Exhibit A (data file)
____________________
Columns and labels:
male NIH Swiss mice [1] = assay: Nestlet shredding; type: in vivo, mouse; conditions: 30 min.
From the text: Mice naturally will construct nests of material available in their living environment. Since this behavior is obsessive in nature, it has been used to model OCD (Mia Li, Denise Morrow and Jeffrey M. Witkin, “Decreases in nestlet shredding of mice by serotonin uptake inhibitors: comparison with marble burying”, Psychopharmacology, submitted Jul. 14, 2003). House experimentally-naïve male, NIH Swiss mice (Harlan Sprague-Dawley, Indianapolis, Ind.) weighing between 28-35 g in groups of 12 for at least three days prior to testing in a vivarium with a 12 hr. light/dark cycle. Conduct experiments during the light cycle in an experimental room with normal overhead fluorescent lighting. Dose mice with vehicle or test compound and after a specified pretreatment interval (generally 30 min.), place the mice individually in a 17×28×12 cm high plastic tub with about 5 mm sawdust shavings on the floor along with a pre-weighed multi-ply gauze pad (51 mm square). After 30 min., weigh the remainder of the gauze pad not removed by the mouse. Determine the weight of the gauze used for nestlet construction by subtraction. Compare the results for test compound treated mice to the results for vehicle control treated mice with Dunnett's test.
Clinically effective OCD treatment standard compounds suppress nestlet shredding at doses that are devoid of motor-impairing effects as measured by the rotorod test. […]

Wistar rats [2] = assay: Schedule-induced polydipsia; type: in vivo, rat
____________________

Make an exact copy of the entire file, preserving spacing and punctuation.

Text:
Columns and labels:
male NIH Swiss mice [1] = assay: Nestlet shredding; type: in vivo, mouse; conditions: 30 min.
From the text: Mice naturally will construct nests of material available in their living environment. Since this behavior is obsessive in nature, it has been used to model OCD (Mia Li, Denise Morrow and Jeffrey M. Witkin, “Decreases in nestlet shredding of mice by serotonin uptake inhibitors: comparison with marble burying”, Psychopharmacology, submitted Jul. 14, 2003). House experimentally-naïve male, NIH Swiss mice (Harlan Sprague-Dawley, Indianapolis, Ind.) weighing between 28-35 g in groups of 12 for at least three days prior to testing in a vivarium with a 12 hr. light/dark cycle. Conduct experiments during the light cycle in an experimental room with normal overhead fluorescent lighting. Dose mice with vehicle or test compound and after a specified pretreatment interval (generally 30 min.), place the mice individually in a 17×28×12 cm high plastic tub with about 5 mm sawdust shavings on the floor along with a pre-weighed multi-ply gauze pad (51 mm square). After 30 min., weigh the remainder of the gauze pad not removed by the mouse. Determine the weight of the gauze used for nestlet construction by subtraction. Compare the results for test compound treated mice to the results for vehicle control treated mice with Dunnett's test.
Clinically effective OCD treatment standard compounds suppress nestlet shredding at doses that are devoid of motor-impairing effects as measured by the rotorod test. […]

Wistar rats [2] = assay: Schedule-induced polydipsia; type: in vivo, rat